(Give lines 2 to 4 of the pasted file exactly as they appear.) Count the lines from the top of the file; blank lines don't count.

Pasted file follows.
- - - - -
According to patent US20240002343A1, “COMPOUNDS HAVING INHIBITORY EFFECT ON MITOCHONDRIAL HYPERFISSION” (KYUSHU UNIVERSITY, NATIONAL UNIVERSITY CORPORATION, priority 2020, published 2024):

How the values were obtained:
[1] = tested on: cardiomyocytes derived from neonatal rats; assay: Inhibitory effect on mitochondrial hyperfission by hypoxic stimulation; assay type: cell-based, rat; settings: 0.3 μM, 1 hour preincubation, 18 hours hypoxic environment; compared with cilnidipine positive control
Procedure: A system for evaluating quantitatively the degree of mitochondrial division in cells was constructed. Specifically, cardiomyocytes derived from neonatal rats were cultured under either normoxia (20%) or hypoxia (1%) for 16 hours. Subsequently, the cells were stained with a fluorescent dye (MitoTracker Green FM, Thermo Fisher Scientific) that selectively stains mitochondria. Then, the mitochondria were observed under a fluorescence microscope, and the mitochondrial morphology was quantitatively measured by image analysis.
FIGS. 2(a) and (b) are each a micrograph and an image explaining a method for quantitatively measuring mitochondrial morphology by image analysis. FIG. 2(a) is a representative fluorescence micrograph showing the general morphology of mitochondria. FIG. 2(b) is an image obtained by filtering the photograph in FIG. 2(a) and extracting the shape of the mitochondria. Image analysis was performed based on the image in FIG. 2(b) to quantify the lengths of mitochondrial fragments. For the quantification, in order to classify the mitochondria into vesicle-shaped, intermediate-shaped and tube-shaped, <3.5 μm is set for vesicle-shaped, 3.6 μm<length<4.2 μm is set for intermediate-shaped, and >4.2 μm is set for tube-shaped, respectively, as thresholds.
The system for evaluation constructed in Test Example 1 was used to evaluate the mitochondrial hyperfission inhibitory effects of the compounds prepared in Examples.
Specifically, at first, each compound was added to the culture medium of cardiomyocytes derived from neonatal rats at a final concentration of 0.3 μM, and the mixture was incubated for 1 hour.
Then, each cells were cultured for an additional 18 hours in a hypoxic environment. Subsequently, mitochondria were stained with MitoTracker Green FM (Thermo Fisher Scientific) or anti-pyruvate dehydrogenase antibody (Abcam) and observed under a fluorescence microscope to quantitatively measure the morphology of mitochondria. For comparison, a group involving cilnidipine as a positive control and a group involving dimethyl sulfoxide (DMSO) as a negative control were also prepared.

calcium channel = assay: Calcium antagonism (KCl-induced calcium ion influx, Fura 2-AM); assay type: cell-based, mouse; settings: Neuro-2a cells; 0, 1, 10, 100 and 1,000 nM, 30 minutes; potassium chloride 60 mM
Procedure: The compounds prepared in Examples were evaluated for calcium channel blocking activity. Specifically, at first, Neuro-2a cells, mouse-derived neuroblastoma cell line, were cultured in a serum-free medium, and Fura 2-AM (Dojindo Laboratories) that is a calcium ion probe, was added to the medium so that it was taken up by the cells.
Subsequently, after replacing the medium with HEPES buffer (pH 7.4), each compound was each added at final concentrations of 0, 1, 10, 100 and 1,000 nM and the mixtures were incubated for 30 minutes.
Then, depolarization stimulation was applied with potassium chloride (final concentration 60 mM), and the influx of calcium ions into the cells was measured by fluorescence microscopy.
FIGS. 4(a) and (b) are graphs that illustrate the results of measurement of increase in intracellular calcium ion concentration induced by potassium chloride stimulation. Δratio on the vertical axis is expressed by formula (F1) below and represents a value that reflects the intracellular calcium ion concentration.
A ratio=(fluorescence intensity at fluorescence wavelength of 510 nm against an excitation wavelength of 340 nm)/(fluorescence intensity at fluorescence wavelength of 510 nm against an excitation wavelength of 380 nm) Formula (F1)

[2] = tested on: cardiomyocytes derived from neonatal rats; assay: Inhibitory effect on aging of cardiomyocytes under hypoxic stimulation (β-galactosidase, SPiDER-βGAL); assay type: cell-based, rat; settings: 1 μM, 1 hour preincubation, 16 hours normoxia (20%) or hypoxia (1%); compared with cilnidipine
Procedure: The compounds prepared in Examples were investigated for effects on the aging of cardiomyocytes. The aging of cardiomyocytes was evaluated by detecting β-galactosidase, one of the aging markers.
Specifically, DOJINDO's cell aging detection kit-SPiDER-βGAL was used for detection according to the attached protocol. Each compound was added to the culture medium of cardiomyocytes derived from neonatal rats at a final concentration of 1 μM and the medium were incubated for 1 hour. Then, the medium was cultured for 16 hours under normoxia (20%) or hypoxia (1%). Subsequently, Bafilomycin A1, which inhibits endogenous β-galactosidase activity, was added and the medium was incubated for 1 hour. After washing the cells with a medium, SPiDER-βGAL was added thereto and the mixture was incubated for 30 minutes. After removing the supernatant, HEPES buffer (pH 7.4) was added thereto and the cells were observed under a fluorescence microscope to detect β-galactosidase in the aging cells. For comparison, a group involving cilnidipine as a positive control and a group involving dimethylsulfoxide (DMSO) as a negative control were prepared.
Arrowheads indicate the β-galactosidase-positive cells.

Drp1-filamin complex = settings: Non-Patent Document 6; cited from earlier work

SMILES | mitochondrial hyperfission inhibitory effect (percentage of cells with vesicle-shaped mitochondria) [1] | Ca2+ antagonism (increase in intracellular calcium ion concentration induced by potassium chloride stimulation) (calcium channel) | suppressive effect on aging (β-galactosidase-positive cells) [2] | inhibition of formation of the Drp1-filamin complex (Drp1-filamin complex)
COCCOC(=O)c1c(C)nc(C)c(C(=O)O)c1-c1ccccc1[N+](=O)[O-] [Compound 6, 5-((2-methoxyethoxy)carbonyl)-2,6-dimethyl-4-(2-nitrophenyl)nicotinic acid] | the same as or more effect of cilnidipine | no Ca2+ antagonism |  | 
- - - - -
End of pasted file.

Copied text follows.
How the values were obtained:
[1] = tested on: cardiomyocytes derived from neonatal rats; assay: Inhibitory effect on mitochondrial hyperfission by hypoxic stimulation; assay type: cell-based, rat; settings: 0.3 μM, 1 hour preincubation, 18 hours hypoxic environment; compared with cilnidipine positive control
Procedure: A system for evaluating quantitatively the degree of mitochondrial division in cells was constructed. Specifically, cardiomyocytes derived from neonatal rats were cultured under either normoxia (20%) or hypoxia (1%) for 16 hours. Subsequently, the cells were stained with a fluorescent dye (MitoTracker Green FM, Thermo Fisher Scientific) that selectively stains mitochondria. Then, the mitochondria were observed under a fluorescence microscope, and the mitochondrial morphology was quantitatively measured by image analysis.